“I’m always moving forward, I will persist, I will always take another step, and if that is of no avail, I will take another and another.”


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Poetic, powerful, visceral, raw, gutsy and unmissable

Review by Lynda Chanwai-Earle 24th Feb 2023

Sneaky…! The lights dim, and that innocuous looking couch centre stage suddenly erupts to life! Present the entire time, still as the dead, Emma Katene (Ngāti Kahungunu) transforms the stage at BATS Theatre with her body, her voice, and the vibrancy of the living.

3 Steps Back is a poetic, powerful piece of physical and verbal theatre. At once a poignant lament, it’s also a fierce howl of rage about living with Chronic fatigue syndrome (CFS). Katene is all generosity, raw courage and funky music!

So, what’s CFS? According to Health Navigator NZ, CFS is “a complex illness that affects many systems of your body, particularly the nervous and immune systems. People with CFS experience extreme tiredness that doesn’t go away with rest and can’t be explained by other causes.”

An estimated 16,000–20,000 people live with CFS in Aotearoa. Indiscriminate, CFS affects people no matter your age, ethnic and socio-economic group. However, women are more likely than men to develop this condition – “Wait, what?” demands Katene. “Why women?” Good question.

Graduate of Victoria University’s Theatre programme, 2020, and a lead actor of 2021’s Destination Mars at Te Papa, this talented performer was diagnosed with Chronic Fatigue at the beginning of 2020. Katene spent two years “Mapping out her days while consistently being knocked back a peg.”

3 Steps Back is Billed as ‘performance poetry’ with the NZ Fringe Festival 2023, but Katene does more than just stand at a mic, and there’s nothing polite about this piece.

Within her deceptively simple set, Katene trajects her body from bed to couch, from mirror to shower. Katene shares her lived experience of being trapped within her home, and within CFS, with confronting intimacy and Kae Tempest-like lyricism.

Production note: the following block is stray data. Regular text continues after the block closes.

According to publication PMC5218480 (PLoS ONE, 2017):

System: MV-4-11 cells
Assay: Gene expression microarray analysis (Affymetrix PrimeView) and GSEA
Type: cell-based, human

An immediate, in-the-moment actor, Katene is electric to her fingertips. Employing audience engagement, we are at times her confidants, her best mates and her worst enemies. We become the public mirror in which she sees herself reflected, and she struggles to recognise that reflection. We are the public’s judgementalism towards people living with debilitating conditions like CFS.  

I witnessed one of my best mate’s struggle with CFS when she was diagnosed in the early 2000s. She’s an arts practitioner too. I witnessed her cycle of grief, rage and finally strength and peace that comes with acceptance. Back then a lot of ignorance and intolerance around CFS exacerbated her condition, hampering her pathway to healing.  

Katene reflects this cycle of grief and rage to strength and acceptance in 3 Steps Back. Cleverly crafted poetry is arrested by some savage and beautiful physical expression. Katene accompanies herself with her own soundscape, whilst belting out occasional popular songs (not her own compositions) with throaty defiance.

Katene is bittersweet funny as she sings, dances, screams and then woos with razor-sharp wit. Katene takes us on her very visceral journey towards understanding what living with CFS means.

The overall storyline feels subjective, non-linear (kinda like CFS) but 3 Steps Back leaves us wanting more and wanting to know how the hell Katene manages to recover after each exhausting performance.

When I ask, Katene’s reply is a stark reminder of the reality of CFS: “Haha! Calming down the brain is very hard! I tend to have to wind down slowly then a good sleep plan (often medication), then manage whatever symptoms I need to for the following days.”

All I can say is bravo! Please, keep taking us leaps forward with 3 Steps Back. If you want to see a raw, gutsy and unmissable performance, go and witness Katene’s extraordinary journey. It’s a short season. Don’t miss it!